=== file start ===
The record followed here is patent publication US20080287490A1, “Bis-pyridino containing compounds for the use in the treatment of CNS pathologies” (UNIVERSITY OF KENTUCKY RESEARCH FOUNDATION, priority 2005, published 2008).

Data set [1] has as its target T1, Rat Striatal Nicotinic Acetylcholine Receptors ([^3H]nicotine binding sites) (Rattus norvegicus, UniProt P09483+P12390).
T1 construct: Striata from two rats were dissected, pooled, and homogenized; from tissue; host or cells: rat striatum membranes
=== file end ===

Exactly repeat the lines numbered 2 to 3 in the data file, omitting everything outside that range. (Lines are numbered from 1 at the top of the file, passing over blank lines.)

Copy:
Data set [1] has as its target T1, Rat Striatal Nicotinic Acetylcholine Receptors ([^3H]nicotine binding sites) (Rattus norvegicus, UniProt P09483+P12390).
T1 construct: Striata from two rats were dissected, pooled, and homogenized; from tissue; host or cells: rat striatum membranes